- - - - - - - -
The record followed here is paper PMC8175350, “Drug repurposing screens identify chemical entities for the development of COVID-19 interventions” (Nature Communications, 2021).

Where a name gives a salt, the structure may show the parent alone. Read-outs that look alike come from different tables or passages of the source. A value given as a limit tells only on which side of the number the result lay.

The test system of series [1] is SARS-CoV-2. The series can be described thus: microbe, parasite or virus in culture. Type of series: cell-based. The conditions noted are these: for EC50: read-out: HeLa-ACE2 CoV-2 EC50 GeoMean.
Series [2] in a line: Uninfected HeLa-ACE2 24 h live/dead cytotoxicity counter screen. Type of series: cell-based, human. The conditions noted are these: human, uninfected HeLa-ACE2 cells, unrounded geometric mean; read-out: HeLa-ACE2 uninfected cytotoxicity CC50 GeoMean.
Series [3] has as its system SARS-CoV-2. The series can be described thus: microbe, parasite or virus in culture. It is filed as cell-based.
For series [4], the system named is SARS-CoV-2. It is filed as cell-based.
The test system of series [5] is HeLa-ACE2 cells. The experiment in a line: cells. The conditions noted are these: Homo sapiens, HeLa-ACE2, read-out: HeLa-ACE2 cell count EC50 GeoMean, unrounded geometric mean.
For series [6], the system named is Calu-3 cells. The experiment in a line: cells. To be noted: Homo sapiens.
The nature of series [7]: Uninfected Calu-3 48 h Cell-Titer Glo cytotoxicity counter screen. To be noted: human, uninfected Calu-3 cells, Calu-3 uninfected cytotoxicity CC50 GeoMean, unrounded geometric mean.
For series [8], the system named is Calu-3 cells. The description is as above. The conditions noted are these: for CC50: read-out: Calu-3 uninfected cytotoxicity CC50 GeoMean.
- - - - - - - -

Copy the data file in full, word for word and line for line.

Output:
The record followed here is paper PMC8175350, “Drug repurposing screens identify chemical entities for the development of COVID-19 interventions” (Nature Communications, 2021).

Where a name gives a salt, the structure may show the parent alone. Read-outs that look alike come from different tables or passages of the source. A value given as a limit tells only on which side of the number the result lay.

The test system of series [1] is SARS-CoV-2. The series can be described thus: microbe, parasite or virus in culture. Type of series: cell-based. The conditions noted are these: for EC50: read-out: HeLa-ACE2 CoV-2 EC50 GeoMean.
Series [2] in a line: Uninfected HeLa-ACE2 24 h live/dead cytotoxicity counter screen. Type of series: cell-based, human. The conditions noted are these: human, uninfected HeLa-ACE2 cells, unrounded geometric mean; read-out: HeLa-ACE2 uninfected cytotoxicity CC50 GeoMean.
Series [3] has as its system SARS-CoV-2. The series can be described thus: microbe, parasite or virus in culture. It is filed as cell-based.
For series [4], the system named is SARS-CoV-2. It is filed as cell-based.
The test system of series [5] is HeLa-ACE2 cells. The experiment in a line: cells. The conditions noted are these: Homo sapiens, HeLa-ACE2, read-out: HeLa-ACE2 cell count EC50 GeoMean, unrounded geometric mean.
For series [6], the system named is Calu-3 cells. The experiment in a line: cells. To be noted: Homo sapiens.
The nature of series [7]: Uninfected Calu-3 48 h Cell-Titer Glo cytotoxicity counter screen. To be noted: human, uninfected Calu-3 cells, Calu-3 uninfected cytotoxicity CC50 GeoMean, unrounded geometric mean.
For series [8], the system named is Calu-3 cells. The description is as above. The conditions noted are these: for CC50: read-out: Calu-3 uninfected cytotoxicity CC50 GeoMean.